The founder of the youth-run Indigenous Communities Education and Awareness (ICEA) Lockie Cooke and program coordinator Kimberley Benjamin met with the Commissioner's staff today to talk about the programs the organisation runs to promote reconciliation in Western Australia.
The meeting was scheduled to recognise National Reconciliation Week 2013 which commenced on 27 May.
Lockie described how a high school trip to the Kimberley, where he was taught spear-making and mud-crabbing skills by locals, opened his "eyes and heart to Indigenous culture".
Noticing a lack of sports equipment and libraries at Beagle Bay, Lockie asked elders how he could help. They said improving attendance at school was vital and this resulted in the remote communities program being developed in 2007 – ICEA's first program.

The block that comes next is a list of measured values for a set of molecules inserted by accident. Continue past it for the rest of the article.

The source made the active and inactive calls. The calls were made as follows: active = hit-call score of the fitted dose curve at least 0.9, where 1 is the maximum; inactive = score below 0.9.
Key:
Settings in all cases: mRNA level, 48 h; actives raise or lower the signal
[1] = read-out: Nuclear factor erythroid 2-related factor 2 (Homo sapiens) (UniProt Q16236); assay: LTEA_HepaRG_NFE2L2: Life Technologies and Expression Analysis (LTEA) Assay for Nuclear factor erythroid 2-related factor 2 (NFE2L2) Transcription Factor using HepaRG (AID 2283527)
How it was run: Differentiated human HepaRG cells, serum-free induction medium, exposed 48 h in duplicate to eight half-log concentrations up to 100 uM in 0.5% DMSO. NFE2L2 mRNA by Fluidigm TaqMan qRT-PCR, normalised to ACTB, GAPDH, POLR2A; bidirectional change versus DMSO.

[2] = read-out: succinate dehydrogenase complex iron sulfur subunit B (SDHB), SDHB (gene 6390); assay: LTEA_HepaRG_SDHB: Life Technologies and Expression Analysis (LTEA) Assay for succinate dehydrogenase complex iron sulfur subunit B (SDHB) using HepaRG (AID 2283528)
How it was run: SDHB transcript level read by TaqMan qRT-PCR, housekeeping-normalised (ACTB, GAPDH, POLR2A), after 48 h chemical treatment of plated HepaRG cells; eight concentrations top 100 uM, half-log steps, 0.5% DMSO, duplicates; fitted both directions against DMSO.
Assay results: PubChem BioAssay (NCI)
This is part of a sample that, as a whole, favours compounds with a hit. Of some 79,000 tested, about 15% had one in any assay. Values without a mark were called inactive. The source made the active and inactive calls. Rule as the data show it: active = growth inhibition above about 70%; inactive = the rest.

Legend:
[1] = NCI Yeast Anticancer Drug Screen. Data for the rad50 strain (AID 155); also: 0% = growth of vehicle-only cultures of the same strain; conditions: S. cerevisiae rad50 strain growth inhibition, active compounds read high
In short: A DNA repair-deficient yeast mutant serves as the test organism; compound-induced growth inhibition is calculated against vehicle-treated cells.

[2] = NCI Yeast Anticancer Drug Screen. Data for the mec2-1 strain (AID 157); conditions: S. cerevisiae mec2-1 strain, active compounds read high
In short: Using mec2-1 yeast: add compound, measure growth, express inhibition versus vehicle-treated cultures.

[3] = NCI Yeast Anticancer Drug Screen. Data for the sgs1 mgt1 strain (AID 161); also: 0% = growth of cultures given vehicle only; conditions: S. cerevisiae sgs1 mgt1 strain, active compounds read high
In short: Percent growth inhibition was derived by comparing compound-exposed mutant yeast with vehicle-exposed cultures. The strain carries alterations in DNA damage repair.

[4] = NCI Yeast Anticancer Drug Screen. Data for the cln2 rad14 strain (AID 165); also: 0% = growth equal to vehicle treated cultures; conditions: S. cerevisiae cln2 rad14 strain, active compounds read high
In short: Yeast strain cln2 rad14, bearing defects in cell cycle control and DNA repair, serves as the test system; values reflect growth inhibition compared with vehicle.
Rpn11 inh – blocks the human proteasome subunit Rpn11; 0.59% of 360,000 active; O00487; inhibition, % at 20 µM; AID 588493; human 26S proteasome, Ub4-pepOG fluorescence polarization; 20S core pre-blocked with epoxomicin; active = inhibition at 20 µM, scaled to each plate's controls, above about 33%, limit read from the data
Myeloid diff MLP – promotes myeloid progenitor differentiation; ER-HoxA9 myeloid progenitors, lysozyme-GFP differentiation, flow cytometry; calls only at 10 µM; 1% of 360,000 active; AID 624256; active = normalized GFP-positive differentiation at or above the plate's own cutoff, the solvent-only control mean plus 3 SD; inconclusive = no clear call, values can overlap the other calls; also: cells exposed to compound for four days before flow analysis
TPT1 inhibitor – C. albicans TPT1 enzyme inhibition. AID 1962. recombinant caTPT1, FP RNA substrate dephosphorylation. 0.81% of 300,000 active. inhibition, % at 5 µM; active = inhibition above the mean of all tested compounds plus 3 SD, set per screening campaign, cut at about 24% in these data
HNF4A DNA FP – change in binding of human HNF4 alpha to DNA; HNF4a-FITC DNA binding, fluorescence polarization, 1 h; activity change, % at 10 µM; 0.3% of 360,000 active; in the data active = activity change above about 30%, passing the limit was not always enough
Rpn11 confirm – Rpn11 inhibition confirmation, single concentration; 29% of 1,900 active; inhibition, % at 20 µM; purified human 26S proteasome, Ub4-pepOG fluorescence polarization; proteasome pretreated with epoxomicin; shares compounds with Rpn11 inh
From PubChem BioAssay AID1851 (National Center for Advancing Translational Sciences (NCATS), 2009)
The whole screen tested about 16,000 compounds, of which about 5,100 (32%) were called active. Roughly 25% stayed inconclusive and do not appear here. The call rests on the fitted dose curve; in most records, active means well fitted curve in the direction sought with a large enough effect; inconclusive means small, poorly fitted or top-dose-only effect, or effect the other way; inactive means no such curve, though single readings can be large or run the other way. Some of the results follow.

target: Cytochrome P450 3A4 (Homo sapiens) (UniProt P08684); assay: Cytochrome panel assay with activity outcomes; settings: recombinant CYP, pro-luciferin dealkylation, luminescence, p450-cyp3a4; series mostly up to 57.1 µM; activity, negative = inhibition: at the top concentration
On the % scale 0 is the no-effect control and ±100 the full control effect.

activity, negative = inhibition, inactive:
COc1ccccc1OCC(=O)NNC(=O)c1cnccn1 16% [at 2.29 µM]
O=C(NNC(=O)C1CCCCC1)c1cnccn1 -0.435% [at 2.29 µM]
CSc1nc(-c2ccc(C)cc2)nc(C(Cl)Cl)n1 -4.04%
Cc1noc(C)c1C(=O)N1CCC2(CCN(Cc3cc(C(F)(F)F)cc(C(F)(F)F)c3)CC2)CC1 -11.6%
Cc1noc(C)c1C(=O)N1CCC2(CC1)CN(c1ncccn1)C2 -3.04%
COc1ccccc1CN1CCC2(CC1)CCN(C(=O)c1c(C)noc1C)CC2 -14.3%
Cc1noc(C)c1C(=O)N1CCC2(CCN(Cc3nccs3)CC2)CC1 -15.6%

In recent years, ICEA has expanded to include Waves – a surf mentoring program that pairs Indigenous young people with non-Indigenous surf mentors, and Marja Mob – that encourages young leaders to work together to promote cross-cultural awareness.
"We're a youth organisation, we live and breathe the concept of reconciliation," said Lockie.
The Commissioner congratulated Lockie on ICEA winning the WA Youth Awards' Innovate award that recognises a youth-led organisation that has made an outstanding contribution to the community and inspired others to participate actively in community life.
Lockie said he was keen to pass on ownership of ICEA programs to as many young people as possible.
Kimberley Benjamin, who coordinates ICEA's Marja Mob program in Perth and is studying journalism at Curtin University, talked about how much she enjoyed supporting cultural engagement through ICEA.
A new project, ICEA Yarn, is aiming to improve cultural awareness among school children using young reconciliation ambassadors.